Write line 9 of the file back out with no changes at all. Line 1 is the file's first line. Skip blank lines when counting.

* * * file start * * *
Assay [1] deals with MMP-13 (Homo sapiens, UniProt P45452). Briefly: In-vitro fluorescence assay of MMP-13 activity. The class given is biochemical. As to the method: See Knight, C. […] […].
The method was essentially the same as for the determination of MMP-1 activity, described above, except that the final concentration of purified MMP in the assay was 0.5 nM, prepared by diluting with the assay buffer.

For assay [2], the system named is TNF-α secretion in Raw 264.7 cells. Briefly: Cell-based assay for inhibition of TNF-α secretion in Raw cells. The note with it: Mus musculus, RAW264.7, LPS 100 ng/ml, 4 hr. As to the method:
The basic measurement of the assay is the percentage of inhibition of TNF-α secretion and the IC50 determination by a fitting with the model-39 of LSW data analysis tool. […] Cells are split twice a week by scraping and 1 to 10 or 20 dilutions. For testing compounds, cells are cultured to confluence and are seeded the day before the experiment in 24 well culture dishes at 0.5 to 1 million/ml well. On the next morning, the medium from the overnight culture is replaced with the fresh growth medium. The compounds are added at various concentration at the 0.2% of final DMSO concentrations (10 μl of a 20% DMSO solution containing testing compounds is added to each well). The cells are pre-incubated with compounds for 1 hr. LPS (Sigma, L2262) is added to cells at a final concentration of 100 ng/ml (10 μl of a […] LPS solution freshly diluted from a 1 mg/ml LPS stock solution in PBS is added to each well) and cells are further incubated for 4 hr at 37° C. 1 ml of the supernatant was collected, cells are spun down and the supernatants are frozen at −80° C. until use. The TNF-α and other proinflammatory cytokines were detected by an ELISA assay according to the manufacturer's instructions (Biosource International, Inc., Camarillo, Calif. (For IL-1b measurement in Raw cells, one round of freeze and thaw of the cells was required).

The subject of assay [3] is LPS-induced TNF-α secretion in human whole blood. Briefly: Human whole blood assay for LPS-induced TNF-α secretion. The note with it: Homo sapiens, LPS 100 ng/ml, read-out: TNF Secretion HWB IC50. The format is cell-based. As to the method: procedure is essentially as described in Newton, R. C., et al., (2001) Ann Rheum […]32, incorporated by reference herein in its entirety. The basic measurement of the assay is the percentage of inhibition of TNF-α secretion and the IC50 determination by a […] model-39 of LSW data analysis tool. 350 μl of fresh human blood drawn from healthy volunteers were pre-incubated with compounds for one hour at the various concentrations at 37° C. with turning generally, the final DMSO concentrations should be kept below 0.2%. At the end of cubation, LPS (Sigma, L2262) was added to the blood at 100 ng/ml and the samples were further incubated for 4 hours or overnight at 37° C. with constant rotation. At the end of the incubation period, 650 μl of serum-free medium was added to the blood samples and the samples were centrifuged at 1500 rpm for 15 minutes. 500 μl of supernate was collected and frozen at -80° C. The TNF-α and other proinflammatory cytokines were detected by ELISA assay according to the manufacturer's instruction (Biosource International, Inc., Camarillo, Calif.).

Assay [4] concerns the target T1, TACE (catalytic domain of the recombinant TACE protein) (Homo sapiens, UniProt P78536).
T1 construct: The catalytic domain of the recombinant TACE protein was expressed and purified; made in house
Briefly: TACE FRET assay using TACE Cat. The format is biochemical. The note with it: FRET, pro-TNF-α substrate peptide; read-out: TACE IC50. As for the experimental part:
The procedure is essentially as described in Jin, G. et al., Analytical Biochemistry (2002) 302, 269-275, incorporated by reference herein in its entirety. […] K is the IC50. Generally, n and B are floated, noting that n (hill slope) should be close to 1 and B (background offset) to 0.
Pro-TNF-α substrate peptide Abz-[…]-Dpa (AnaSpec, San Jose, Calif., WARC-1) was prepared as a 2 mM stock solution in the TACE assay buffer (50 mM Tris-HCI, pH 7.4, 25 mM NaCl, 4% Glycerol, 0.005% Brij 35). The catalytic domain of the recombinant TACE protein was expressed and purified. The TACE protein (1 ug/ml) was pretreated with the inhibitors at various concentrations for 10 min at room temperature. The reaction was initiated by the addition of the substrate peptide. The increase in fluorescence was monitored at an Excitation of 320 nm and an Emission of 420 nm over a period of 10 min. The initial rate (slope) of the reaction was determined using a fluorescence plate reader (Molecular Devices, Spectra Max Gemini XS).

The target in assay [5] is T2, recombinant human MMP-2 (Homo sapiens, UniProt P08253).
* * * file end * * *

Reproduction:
The procedure is essentially as described in Jin, G. et al., Analytical Biochemistry (2002) 302, 269-275, incorporated by reference herein in its entirety. […] K is the IC50. Generally, n and B are floated, noting that n (hill slope) should be close to 1 and B (background offset) to 0.